Personally, I see this work as a sharing and a gift. I am not in any way trying to coerce anyone into changing their lifestyle. The vast majority of homeless people are in this situation because of random influences which left them disadvantaged. I can’t know all of this and don’t presume to know how they should live their lives better than they do.
My only goal is to share some of the bounty I have been lucky enough to receive, with them by giving them a small break today. To this end, I distribute my backpacks without any strings attached. I have no mission. I don’t require them to listen to my ideas or even interact with me if they are not in the mood. Human interaction is often hard for people who are depressed or under stress and I understand this and don’t take it personally.
I ask them if they would like a free backpack and if they say “Yes” (not all do), I give them one and leave. What they do with it is none of my business. The backpacks speak for themselves. I don’t stay to watch them examine the contents just as I would not want people looking over my shoulder in my life.
Some backpack projects have drives each year where they either distribute their packs as a group, out in the field, or they have recipients come to a central pick-up place. Some projects penetrate into disadvantaged areas of their towns and contact people in person. In my case, I carry my packs in my car and offer them to people I see on the streets and roads around the town in which I live or those hanging out around homeless shelters.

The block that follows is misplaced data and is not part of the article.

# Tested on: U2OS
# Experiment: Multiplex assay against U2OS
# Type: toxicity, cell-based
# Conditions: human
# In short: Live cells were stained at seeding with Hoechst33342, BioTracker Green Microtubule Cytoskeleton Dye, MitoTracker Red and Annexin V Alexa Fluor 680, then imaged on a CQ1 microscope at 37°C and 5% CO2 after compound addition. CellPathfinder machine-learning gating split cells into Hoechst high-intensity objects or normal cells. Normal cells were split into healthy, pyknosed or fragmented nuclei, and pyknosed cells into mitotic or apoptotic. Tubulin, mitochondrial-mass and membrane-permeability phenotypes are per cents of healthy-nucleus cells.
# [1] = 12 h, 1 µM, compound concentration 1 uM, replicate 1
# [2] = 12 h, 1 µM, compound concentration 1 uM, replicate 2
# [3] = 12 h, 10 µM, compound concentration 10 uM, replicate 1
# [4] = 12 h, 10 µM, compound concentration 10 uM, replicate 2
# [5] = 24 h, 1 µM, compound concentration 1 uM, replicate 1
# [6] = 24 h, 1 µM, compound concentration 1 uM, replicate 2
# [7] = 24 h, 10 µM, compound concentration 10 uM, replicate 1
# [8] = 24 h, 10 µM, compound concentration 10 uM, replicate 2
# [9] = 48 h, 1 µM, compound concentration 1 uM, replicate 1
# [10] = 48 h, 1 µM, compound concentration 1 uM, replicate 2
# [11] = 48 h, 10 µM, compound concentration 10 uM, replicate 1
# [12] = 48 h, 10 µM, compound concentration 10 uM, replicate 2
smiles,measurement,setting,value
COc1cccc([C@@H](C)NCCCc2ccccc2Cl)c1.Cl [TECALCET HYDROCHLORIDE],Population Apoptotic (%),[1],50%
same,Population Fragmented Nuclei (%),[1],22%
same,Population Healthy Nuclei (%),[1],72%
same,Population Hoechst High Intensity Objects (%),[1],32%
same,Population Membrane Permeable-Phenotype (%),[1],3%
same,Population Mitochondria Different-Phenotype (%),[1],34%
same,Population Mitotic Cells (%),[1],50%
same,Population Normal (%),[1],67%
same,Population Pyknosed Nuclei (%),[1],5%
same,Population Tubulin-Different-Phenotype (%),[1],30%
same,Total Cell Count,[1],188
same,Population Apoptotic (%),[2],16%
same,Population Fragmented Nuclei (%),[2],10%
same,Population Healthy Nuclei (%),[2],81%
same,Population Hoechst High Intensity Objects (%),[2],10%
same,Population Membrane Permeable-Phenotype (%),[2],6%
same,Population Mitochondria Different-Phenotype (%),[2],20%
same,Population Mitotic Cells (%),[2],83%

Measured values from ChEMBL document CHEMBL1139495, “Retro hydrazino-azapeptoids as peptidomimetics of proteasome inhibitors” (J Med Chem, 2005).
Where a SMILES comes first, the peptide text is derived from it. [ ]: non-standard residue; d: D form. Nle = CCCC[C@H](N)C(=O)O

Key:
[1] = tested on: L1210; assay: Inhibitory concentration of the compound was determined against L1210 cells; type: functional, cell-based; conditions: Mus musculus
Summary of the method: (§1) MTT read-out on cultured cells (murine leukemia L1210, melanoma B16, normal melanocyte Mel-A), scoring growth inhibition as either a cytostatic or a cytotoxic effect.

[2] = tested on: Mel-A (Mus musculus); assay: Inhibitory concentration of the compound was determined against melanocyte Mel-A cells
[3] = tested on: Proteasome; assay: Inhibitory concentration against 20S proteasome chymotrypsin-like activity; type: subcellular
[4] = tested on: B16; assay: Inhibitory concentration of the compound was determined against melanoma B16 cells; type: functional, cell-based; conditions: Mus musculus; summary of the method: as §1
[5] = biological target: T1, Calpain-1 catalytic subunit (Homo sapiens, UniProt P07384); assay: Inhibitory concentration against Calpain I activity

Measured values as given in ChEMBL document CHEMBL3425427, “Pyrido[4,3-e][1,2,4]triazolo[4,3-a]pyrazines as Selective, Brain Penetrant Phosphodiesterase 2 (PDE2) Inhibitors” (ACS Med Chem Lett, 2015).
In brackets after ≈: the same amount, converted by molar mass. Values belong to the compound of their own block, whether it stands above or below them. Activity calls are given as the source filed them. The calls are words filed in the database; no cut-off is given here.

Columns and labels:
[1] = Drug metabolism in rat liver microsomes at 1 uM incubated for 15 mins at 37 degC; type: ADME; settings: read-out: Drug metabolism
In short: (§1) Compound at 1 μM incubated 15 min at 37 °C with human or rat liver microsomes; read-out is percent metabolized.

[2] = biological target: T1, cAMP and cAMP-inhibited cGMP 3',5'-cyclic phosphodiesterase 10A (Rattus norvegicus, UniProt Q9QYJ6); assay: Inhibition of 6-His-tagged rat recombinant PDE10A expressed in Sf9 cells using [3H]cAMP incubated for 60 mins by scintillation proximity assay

In all these cases, safety is your primary concern. The project will not go well if your method of distribution puts people at risk or garners bad publicity. Happily, a little common sense can alleviate this problem.
1. Do your giving during the day and in public places.
2. If you are uncomfortable approaching people on the street, take a friend or friends with you and don’t go far from your car.
3. Don’t take any valuables, jewelry, large amounts of money, electronics with you when you are out distributing backpacks. Dress plainly so as to be inconspicuous.
4. If you feel something might be unsafe or feel threatened about a person or situation, simply back off and leave immediately. You can leave your pack on the ground as a distraction and move away quickly.
5. Don’t press your recipients for more connection than they care to give.
6. I don’t use the word ‘homeless’ when I give out my packs. First of all, I don’t know or care if my recipients are actually homeless at that moment and I don’t need them to admit it, one way or the other. They may have a place to stay that night or that week but can still use the packs. Also, no one wants to be thought of as the poster child for homelessness. I simply say, “I make these packs up for people who might be able to use them. Would you like one?” I also reassure them that there are a lot of useful things inside and no used clothing or other cast-off items.
Whether you contact potential recipients on an individual basis or as a group, I feel it is important to show you respect them. Respect is the invisible element of this gift. It is also important to “read the signs”. On occasion, I’ve offered a pack to someone and been told they don’t want it. That’s their prerogative. It’s not my place to force it on them and I certainly don’t know if they need it. If I sense negativity, disinterest or anything strange, I thank them, leave quietly and go on my way.
Remember, if a situation or person makes you free uncomfortable, place the pack on the ground and simply leave.